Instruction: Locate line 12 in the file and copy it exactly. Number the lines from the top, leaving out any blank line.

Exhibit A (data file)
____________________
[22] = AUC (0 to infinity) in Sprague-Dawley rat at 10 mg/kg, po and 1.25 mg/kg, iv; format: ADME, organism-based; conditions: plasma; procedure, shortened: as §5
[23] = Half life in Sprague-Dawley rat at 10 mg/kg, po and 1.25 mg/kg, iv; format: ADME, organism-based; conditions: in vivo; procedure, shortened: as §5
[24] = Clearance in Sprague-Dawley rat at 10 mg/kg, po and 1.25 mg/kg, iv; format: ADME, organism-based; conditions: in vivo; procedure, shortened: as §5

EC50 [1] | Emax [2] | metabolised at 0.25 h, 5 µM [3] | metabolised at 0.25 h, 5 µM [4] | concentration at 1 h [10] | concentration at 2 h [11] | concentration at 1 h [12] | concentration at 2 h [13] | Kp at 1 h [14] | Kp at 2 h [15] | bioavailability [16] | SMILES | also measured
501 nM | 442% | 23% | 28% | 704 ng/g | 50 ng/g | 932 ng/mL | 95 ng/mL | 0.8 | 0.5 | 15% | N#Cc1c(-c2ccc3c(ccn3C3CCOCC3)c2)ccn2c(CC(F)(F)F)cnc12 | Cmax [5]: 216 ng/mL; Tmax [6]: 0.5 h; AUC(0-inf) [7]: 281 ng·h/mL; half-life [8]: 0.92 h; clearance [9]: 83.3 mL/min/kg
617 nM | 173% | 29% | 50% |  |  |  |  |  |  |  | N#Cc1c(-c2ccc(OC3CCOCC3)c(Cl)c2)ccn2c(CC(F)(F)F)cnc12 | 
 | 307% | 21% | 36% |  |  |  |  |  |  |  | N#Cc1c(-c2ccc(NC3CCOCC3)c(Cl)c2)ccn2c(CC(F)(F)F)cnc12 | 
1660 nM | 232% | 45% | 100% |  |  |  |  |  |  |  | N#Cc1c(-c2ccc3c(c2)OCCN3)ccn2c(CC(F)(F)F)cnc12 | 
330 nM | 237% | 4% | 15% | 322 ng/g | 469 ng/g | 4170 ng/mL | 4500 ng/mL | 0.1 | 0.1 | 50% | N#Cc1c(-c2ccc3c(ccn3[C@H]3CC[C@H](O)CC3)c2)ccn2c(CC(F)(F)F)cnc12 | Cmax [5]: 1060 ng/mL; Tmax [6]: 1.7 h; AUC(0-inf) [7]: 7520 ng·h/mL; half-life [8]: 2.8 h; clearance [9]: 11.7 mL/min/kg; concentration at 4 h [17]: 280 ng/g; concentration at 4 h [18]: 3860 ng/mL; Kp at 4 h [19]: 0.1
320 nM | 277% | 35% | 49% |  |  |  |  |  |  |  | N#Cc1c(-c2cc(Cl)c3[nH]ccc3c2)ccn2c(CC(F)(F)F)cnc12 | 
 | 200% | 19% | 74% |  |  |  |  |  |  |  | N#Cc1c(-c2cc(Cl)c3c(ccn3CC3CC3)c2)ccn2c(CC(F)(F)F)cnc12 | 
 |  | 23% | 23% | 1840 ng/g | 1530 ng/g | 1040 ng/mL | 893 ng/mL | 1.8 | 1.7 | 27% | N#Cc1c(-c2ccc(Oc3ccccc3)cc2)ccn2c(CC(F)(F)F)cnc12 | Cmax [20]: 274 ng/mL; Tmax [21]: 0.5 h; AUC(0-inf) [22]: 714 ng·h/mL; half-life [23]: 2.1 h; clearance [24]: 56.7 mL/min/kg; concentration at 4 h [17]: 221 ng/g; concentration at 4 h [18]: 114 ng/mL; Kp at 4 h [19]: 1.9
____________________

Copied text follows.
 |  | 23% | 23% | 1840 ng/g | 1530 ng/g | 1040 ng/mL | 893 ng/mL | 1.8 | 1.7 | 27% | N#Cc1c(-c2ccc(Oc3ccccc3)cc2)ccn2c(CC(F)(F)F)cnc12 | Cmax [20]: 274 ng/mL; Tmax [21]: 0.5 h; AUC(0-inf) [22]: 714 ng·h/mL; half-life [23]: 2.1 h; clearance [24]: 56.7 mL/min/kg; concentration at 4 h [17]: 221 ng/g; concentration at 4 h [18]: 114 ng/mL; Kp at 4 h [19]: 1.9